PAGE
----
© 2018 Daniel G. Welch  All rights reserved

  • What is the name of the book and when was it published?

    • Race for the Mind.  It was officially launched on March 1, 2018

 

  • What’s the book’s first line? 

    • Four minutes into the landing procedure flight commander Neil Armstrong tensely informed Apollo 11 Mission Control in Houston that his computer screen displayed a four-digit error code: “1202.”

 

  • What’s the book about? 

    • A medical thriller about the audacious challenge to defeat one of our greatest socio-economic threats - Alzheimer’s disease - and how the medical community and the pharmaceutical industry rise to face it. The pressure and enormous stakes of the Race for the Mind expose the most noble and misguided aspects of our humanity.

    • Dr. Darya Rostov, one of the greatest minds of a generation is stricken with Alzheimer’s disease - she represents the 50 million people who are currently making their long journey into the night. Jack Callahan is the CEO of BioNeura, a San Francisco biotech company developing what could be the first breakthrough for patients like Darya. Dr. Nathaniel Shah, a brilliant neurologist rises to run SNS, a rival company based in Geneva, Switzerland and hides a terrifying secret. The plot tracks Callahan and Shah, each driven by very different things and their struggle within themselves and with each other. It should be all about the patients like Rostov – but alas, we’re all human - and that sometimes gets in the way.

  • What inspired you to write the book? A particular person? An event? 

    • I wrote Race for the Mind for two reasons. First, I have spent 40 years in the business of making medicines and during this time, I was often frustrated by how poorly and one-sidedly the pharmaceutical industry was treated by the media. I thought – perhaps naively hoped – that I could tell an engaging story and while telling it, stealthily educate the general public about another way the industry could be portrayed. That other side of the story would be the one of terrible odds, horrendous sums of money and the stunningly long drug development process and also, of the courageous and dedicated men and women who devote their entire lives to helping people they have never met live a longer and better quality life. Second, my family like so many other families has been visited several times by Alzheimer’s disease and I wanted to bring attention to and raise money to address the urgent need to race for a cure.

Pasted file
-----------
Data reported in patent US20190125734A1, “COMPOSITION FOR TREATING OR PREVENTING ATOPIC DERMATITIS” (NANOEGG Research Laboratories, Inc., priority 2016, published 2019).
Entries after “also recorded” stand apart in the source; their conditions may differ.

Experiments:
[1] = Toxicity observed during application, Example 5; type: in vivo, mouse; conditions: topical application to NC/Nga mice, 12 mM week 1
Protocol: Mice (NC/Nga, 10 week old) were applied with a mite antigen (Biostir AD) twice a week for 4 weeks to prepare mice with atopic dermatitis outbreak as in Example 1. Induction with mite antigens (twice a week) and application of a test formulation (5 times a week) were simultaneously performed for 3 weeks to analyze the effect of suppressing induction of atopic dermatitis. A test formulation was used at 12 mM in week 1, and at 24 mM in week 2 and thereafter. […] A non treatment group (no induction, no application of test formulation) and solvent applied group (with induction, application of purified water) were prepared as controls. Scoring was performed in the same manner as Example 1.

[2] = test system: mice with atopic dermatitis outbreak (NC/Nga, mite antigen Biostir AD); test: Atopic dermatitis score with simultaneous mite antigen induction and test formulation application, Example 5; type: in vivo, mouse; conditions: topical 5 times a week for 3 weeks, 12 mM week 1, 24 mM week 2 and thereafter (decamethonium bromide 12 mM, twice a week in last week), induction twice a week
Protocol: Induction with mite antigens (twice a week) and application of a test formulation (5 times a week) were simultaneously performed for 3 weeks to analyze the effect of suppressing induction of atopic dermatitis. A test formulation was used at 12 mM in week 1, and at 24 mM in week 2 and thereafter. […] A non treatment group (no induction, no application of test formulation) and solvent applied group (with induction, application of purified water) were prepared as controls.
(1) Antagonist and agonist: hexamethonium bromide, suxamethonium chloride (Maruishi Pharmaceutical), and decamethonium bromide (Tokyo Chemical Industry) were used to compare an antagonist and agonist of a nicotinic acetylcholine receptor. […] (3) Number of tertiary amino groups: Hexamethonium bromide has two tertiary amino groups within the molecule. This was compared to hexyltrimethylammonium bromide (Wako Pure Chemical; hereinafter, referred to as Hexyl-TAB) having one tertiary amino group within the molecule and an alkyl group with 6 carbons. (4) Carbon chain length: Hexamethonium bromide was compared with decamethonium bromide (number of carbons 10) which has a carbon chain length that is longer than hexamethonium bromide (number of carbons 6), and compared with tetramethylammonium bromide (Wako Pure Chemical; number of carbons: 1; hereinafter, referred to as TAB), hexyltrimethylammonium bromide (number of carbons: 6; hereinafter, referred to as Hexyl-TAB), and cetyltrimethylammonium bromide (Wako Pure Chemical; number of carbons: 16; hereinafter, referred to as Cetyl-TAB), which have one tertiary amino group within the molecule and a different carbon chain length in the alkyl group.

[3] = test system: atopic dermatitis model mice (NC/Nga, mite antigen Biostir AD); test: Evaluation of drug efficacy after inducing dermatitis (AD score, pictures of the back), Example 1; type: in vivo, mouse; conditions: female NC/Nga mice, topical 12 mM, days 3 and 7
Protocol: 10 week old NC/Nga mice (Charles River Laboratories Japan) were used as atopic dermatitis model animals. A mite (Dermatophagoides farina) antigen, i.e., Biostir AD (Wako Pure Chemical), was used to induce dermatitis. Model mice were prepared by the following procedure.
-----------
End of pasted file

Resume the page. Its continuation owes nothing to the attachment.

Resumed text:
• 100% of profits from book sales will go to Alzheimer’s disease – care, support and research.

 

 

  • What’s the main reason someone should really read this book? 

    • Someone should read this book to get an inside look at one of America’s remaining dominant industries, pharmaceuticals and be able to answer questions many of us have: why do drugs take 15 years to be developed; why are the risks of failure so high and why does it cost one to two billion dollars to develop a new drug?  The information in this book, woven into an entertaining medical thriller, would provide another side of the narrative the reader typically hears from media and allow a more complete picture with which to have an opinion on this important aspect of our society and economy.